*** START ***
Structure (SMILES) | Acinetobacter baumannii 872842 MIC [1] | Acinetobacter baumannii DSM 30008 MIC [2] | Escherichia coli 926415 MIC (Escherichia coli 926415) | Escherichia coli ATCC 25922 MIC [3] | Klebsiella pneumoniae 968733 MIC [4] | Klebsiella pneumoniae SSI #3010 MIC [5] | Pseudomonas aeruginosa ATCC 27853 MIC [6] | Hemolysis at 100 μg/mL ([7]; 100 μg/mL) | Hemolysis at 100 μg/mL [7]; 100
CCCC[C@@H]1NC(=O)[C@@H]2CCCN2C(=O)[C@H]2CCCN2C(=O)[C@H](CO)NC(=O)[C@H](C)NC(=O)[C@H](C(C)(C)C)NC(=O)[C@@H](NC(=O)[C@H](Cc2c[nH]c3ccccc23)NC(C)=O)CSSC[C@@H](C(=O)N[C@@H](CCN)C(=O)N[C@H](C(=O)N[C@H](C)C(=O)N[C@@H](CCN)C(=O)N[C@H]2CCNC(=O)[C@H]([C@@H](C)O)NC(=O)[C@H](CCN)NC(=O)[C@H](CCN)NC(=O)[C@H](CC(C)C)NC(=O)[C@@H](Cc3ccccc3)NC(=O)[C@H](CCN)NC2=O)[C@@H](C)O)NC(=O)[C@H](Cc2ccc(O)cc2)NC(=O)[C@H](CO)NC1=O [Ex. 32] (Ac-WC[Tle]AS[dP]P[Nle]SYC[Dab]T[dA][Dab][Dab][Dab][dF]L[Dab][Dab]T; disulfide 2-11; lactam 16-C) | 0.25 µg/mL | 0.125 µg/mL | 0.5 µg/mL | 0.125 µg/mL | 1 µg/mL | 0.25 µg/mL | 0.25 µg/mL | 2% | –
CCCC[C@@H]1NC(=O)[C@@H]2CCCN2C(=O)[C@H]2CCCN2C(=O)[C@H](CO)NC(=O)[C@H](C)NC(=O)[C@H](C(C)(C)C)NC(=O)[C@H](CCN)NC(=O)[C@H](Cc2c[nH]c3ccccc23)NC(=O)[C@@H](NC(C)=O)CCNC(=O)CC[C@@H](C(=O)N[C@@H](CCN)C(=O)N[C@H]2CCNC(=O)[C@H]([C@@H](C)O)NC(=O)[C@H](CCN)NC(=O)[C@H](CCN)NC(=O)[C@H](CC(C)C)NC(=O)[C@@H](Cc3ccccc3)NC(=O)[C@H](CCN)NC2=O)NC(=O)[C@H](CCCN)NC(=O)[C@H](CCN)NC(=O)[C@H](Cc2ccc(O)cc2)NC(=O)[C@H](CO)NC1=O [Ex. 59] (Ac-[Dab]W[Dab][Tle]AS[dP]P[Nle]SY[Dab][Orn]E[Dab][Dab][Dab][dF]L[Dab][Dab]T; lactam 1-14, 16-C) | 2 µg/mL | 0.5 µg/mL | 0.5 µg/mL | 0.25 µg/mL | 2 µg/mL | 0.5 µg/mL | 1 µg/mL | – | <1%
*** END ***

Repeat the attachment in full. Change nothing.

Structure (SMILES) | Acinetobacter baumannii 872842 MIC [1] | Acinetobacter baumannii DSM 30008 MIC [2] | Escherichia coli 926415 MIC (Escherichia coli 926415) | Escherichia coli ATCC 25922 MIC [3] | Klebsiella pneumoniae 968733 MIC [4] | Klebsiella pneumoniae SSI #3010 MIC [5] | Pseudomonas aeruginosa ATCC 27853 MIC [6] | Hemolysis at 100 μg/mL ([7]; 100 μg/mL) | Hemolysis at 100 μg/mL [7]; 100
CCCC[C@@H]1NC(=O)[C@@H]2CCCN2C(=O)[C@H]2CCCN2C(=O)[C@H](CO)NC(=O)[C@H](C)NC(=O)[C@H](C(C)(C)C)NC(=O)[C@@H](NC(=O)[C@H](Cc2c[nH]c3ccccc23)NC(C)=O)CSSC[C@@H](C(=O)N[C@@H](CCN)C(=O)N[C@H](C(=O)N[C@H](C)C(=O)N[C@@H](CCN)C(=O)N[C@H]2CCNC(=O)[C@H]([C@@H](C)O)NC(=O)[C@H](CCN)NC(=O)[C@H](CCN)NC(=O)[C@H](CC(C)C)NC(=O)[C@@H](Cc3ccccc3)NC(=O)[C@H](CCN)NC2=O)[C@@H](C)O)NC(=O)[C@H](Cc2ccc(O)cc2)NC(=O)[C@H](CO)NC1=O [Ex. 32] (Ac-WC[Tle]AS[dP]P[Nle]SYC[Dab]T[dA][Dab][Dab][Dab][dF]L[Dab][Dab]T; disulfide 2-11; lactam 16-C) | 0.25 µg/mL | 0.125 µg/mL | 0.5 µg/mL | 0.125 µg/mL | 1 µg/mL | 0.25 µg/mL | 0.25 µg/mL | 2% | –
CCCC[C@@H]1NC(=O)[C@@H]2CCCN2C(=O)[C@H]2CCCN2C(=O)[C@H](CO)NC(=O)[C@H](C)NC(=O)[C@H](C(C)(C)C)NC(=O)[C@H](CCN)NC(=O)[C@H](Cc2c[nH]c3ccccc23)NC(=O)[C@@H](NC(C)=O)CCNC(=O)CC[C@@H](C(=O)N[C@@H](CCN)C(=O)N[C@H]2CCNC(=O)[C@H]([C@@H](C)O)NC(=O)[C@H](CCN)NC(=O)[C@H](CCN)NC(=O)[C@H](CC(C)C)NC(=O)[C@@H](Cc3ccccc3)NC(=O)[C@H](CCN)NC2=O)NC(=O)[C@H](CCCN)NC(=O)[C@H](CCN)NC(=O)[C@H](Cc2ccc(O)cc2)NC(=O)[C@H](CO)NC1=O [Ex. 59] (Ac-[Dab]W[Dab][Tle]AS[dP]P[Nle]SY[Dab][Orn]E[Dab][Dab][Dab][dF]L[Dab][Dab]T; lactam 1-14, 16-C) | 2 µg/mL | 0.5 µg/mL | 0.5 µg/mL | 0.25 µg/mL | 2 µg/mL | 0.5 µg/mL | 1 µg/mL | – | <1%